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Building Vibrations: Who Cares, Possibly Your Lab or Diagnostics Equipment?

11 October 2022 Matthew Pavelchak

Matthew Pavelchak expounds on the ideas of urbanization and expansion with medical and technology complexes choosing renovation over new builds and how it affects vibration sensitive equipment.


As urbanized areas continue to expand, the renovation of existing spaces has become a popular approach to accommodate new proposed space uses and needs. This is especially the case for medical and technology complexes when the capital and or space to build new structures is not available. The reuse of existing space can sound like a great idea, but will these existing spaces meet the vibration criteria for vibration sensitive equipment?

Vibration Requirements

As technology continues to advance, the vibration requirements for vibration sensitive equipment in the medical and technology industries continues to become more stringent. Meeting the vibration limits published by these equipment manufacturers is essential so the equipment, once installed, works as presented and conforms with warranty requirements. This can be accomplished through the non-destructive vibration testing of the ambient conditions at the existing structure based on the proposed layout of the new space and vibration sensitive equipment. To accomplish this Walter P Moore has an in-house system to gather the vibration data, post-process the data, and report the existing vibration results against the vibration requirements of the manufacturer.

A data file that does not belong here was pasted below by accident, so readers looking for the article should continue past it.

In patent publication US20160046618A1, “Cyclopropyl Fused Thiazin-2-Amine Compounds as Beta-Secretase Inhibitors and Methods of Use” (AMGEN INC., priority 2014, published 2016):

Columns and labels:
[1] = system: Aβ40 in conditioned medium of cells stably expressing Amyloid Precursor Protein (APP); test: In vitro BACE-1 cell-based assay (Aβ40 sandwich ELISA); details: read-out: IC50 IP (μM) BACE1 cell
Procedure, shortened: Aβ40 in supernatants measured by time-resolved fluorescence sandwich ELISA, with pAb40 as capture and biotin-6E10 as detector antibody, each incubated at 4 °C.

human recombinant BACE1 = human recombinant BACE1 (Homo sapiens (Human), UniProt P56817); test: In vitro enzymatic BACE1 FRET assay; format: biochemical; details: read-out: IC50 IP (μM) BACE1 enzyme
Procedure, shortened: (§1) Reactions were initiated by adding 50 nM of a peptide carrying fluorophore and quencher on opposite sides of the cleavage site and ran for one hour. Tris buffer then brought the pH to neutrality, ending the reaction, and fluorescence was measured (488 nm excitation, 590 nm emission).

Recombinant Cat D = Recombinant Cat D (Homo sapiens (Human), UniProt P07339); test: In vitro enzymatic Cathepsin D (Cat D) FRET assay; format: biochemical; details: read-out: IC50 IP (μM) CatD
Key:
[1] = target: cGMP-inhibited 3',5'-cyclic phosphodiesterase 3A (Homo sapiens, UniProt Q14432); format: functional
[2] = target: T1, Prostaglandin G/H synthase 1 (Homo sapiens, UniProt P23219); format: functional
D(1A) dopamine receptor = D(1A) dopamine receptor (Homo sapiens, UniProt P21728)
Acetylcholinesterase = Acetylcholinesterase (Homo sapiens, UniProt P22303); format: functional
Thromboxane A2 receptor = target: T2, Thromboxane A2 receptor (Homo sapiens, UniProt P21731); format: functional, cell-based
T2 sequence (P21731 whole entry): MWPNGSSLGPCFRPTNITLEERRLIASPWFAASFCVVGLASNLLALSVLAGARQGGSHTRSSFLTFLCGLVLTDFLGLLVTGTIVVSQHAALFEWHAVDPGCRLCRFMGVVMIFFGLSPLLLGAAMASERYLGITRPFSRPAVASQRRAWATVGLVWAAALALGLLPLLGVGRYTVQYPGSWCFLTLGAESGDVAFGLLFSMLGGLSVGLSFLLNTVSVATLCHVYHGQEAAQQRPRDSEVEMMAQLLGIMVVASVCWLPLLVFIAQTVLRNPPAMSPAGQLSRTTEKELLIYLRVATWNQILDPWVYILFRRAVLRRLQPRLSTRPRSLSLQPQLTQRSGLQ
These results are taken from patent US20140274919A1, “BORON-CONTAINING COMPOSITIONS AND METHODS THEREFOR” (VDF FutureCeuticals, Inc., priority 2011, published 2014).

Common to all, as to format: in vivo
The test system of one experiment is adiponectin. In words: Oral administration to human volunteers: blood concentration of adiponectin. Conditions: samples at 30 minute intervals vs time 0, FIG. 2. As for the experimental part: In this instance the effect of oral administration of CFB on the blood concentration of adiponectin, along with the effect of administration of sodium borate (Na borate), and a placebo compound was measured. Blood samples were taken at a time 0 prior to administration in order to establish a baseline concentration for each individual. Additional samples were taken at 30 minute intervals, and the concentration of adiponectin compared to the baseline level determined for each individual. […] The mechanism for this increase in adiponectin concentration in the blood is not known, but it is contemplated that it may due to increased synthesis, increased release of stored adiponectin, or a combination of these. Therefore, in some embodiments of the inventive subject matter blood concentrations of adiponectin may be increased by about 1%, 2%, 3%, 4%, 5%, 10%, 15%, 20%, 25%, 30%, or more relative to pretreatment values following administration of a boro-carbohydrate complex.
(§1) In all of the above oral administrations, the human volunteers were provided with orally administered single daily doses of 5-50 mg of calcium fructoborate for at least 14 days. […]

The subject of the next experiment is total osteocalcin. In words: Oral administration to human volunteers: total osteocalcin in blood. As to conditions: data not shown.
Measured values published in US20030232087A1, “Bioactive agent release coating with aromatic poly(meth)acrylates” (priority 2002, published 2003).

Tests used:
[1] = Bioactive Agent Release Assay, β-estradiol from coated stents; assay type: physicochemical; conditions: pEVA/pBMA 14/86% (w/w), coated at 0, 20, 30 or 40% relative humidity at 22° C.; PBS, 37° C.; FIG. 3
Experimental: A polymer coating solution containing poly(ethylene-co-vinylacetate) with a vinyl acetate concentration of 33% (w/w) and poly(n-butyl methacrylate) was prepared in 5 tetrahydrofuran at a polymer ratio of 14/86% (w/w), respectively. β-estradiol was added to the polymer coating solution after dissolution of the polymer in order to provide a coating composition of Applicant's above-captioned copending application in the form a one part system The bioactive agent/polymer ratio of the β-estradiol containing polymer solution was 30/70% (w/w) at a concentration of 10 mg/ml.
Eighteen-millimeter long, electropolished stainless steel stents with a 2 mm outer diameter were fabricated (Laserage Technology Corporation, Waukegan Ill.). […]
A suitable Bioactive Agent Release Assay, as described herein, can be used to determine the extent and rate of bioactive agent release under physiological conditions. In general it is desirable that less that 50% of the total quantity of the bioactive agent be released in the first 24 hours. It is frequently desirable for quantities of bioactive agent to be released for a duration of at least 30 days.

Using Accelerometers

To conduct this testing, accelerometers are placed on the existing structure in the locations where the proposed equipment will be installed. Once the accelerometers are placed, the existing vibrations during normal building use and also during different walking exercises designed to match the proposed use of the space are recorded. Once this data has been gathered it is post-processed and reported. This testing is usually done prior to the proposed tenant build out and once the build out is completed so the Client and Design Teams can confirm the vibration adequacy of the existing structure or plan for any needed upgrades.

Existing structures may not always meet the vibration requirements defined by the equipment manufacturer. This is especially true if the existing structure was designed for traditional occupancies like an office occupancy. There are a few approaches to bring the existing structure into compliance with the manufacture’s vibration requirements:

  • Structurally modify the existing structure to change the vibration behavior
  • Install isolation tables to isolate the equipment from the existing structure
  • Change the proposed location of the vibration sensitive equipment
  • Implement a combination of the above solutions

The above approaches can carry a relatively large price tag but not determining if the existing space can accommodate the equipment’s vibration requirements before moving forward with the build out may carry an even larger price tag. Walter P Moore can help you understand the “Who Cares” questions about your existing structure’s vibrations.

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